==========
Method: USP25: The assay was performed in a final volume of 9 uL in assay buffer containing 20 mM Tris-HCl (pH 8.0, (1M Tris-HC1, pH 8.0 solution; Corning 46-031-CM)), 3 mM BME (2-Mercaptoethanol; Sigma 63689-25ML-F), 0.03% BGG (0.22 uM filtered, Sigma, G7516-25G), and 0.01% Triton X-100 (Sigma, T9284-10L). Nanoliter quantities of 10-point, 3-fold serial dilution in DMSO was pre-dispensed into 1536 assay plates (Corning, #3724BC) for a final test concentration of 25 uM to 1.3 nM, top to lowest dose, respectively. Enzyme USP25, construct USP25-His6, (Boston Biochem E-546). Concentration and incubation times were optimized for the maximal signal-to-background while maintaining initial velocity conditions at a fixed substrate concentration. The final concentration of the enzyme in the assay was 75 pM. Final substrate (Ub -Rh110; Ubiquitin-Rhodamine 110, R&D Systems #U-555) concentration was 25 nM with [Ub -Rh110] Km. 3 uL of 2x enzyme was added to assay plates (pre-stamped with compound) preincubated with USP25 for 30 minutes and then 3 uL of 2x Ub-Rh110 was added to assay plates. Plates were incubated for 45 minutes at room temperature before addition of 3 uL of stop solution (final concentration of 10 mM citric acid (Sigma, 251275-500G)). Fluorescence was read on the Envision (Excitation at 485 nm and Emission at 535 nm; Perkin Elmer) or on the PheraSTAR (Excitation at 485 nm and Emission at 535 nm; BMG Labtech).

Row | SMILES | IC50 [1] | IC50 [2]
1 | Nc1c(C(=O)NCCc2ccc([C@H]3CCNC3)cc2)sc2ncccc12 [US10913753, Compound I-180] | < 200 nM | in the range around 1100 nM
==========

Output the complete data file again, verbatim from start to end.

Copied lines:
Method: USP25: The assay was performed in a final volume of 9 uL in assay buffer containing 20 mM Tris-HCl (pH 8.0, (1M Tris-HC1, pH 8.0 solution; Corning 46-031-CM)), 3 mM BME (2-Mercaptoethanol; Sigma 63689-25ML-F), 0.03% BGG (0.22 uM filtered, Sigma, G7516-25G), and 0.01% Triton X-100 (Sigma, T9284-10L). Nanoliter quantities of 10-point, 3-fold serial dilution in DMSO was pre-dispensed into 1536 assay plates (Corning, #3724BC) for a final test concentration of 25 uM to 1.3 nM, top to lowest dose, respectively. Enzyme USP25, construct USP25-His6, (Boston Biochem E-546). Concentration and incubation times were optimized for the maximal signal-to-background while maintaining initial velocity conditions at a fixed substrate concentration. The final concentration of the enzyme in the assay was 75 pM. Final substrate (Ub -Rh110; Ubiquitin-Rhodamine 110, R&D Systems #U-555) concentration was 25 nM with [Ub -Rh110] Km. 3 uL of 2x enzyme was added to assay plates (pre-stamped with compound) preincubated with USP25 for 30 minutes and then 3 uL of 2x Ub-Rh110 was added to assay plates. Plates were incubated for 45 minutes at room temperature before addition of 3 uL of stop solution (final concentration of 10 mM citric acid (Sigma, 251275-500G)). Fluorescence was read on the Envision (Excitation at 485 nm and Emission at 535 nm; Perkin Elmer) or on the PheraSTAR (Excitation at 485 nm and Emission at 535 nm; BMG Labtech).

Row | SMILES | IC50 [1] | IC50 [2]
1 | Nc1c(C(=O)NCCc2ccc([C@H]3CCNC3)cc2)sc2ncccc12 [US10913753, Compound I-180] | < 200 nM | in the range around 1100 nM